Building Blocks of Notifications:-
Actions: Actions appear to the right of your notification when you swipe the card to the right. Only three actions at most are allowed using Wear SDK. Let’s take Gmail for an example. If we get a mail, the card will show that a new email is received. When we will slide card from right to left it will show action that can be performed on that mail like, Reply, forward and delete (as compared to phones where there can be many other options to choose).
Images: Images appear behind cards in the stream. Image should support message of notification For example, a card about a sports team could include the team color and logo; a message from a contact should display that person's profile photo.
Pages: Pages are additional cards that appear on right side of main card, if message is longer, use pages for additional content. No limit on number of pages you add. However, if notifications consist of actions, then there can be no more than 3 pages.
Notification Stacks: Stacks are basically used when an application has multiple notifications. Each notification (a unique card) can have its own pages and actions. User can click more to see all these notifications.
Voice Replies: Voice replies can be used by messaging applications to provide a hands free way of sending a message. There are also some messages which we can save for later sending and are named “Canned messages”.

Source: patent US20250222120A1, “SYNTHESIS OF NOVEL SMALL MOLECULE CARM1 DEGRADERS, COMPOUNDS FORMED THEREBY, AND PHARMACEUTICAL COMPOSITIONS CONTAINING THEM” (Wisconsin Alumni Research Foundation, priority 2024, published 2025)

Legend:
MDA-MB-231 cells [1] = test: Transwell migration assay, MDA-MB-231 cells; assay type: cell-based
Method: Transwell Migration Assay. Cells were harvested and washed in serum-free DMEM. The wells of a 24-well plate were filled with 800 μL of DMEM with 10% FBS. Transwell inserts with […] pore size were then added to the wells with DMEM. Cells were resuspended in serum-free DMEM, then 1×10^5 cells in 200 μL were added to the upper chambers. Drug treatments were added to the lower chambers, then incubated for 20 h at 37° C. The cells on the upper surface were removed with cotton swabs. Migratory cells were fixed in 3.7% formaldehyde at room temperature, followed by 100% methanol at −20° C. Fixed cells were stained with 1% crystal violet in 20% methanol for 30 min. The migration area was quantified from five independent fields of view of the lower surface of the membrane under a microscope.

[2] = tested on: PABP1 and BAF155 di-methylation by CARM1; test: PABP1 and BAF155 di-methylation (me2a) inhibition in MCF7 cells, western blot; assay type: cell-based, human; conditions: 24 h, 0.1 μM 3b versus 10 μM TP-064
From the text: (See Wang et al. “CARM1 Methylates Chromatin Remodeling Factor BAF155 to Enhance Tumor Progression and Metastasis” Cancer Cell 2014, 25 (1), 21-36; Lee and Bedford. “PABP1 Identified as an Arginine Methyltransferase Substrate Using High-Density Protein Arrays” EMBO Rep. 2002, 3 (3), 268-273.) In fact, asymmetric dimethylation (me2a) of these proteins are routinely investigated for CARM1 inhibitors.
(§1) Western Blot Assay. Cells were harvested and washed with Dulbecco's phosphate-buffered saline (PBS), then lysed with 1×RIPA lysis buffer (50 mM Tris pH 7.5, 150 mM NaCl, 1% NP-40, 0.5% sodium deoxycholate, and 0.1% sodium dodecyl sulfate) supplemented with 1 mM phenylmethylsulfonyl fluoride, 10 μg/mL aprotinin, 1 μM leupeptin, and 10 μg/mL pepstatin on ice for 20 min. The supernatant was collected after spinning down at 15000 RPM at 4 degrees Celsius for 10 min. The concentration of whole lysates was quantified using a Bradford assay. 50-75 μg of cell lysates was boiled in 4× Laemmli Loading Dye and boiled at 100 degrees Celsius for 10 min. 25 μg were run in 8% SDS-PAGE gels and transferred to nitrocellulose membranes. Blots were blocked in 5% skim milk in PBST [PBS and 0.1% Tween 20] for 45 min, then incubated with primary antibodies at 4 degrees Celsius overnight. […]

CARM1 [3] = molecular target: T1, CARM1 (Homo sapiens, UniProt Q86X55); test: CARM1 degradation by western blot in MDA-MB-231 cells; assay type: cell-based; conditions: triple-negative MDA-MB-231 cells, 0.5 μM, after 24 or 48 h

Creating notifications: Android wear notifications can be created using NotificationCompat APIs combined with the new NotificationManagerCompat API:
int notificationId = 001; // Build intent for notification content Intent viewIntent = new Intent(this, ViewEventActivity.class); viewIntent.putExtra(EXTRA_EVENT_ID, eventId); PendingIntent viewPendingIntent = PendingIntent.getActivity(this, 0, viewIntent, 0); NotificationCompat.Builder notificationBuilder = new NotificationCompat.Builder(this) .setSmallIcon(R.drawable.ic_event) .setContentTitle(eventTitle) .setContentText(eventLocation) .setContentIntent(viewPendingIntent); // Get an instance of the NotificationManager service NotificationManagerCompat notificationManager = NotificationManagerCompat.from(this); // Build the notification and issues it with notification manager. notificationManager.notify(notificationId, notificationBuilder.build());
When this notification appears on a handheld device, the user can invoke the PendingIntent specified by the setContentIntent() method by touching the notification. When this notification appears on an Android wearable, the user can swipe the notification to the left to reveal the Open action, which invokes the intent on the handheld device.
Similar such code snippets such as for Adding buttons, adding pages, adding bigview, and new features for Wearables can be found and used for further development from Android developer website.
With this new feature Google has yet again proved that they will keep on coming up with more and more exciting technologies and never stop and further give developers what they need, something new to work on and keeping them interested!
Awesome Google APIs, Android, Google TV, Google Glass, Android, now Android Wear…question is, what next? PS: Excited about the new Motorola smartwatch! What say you?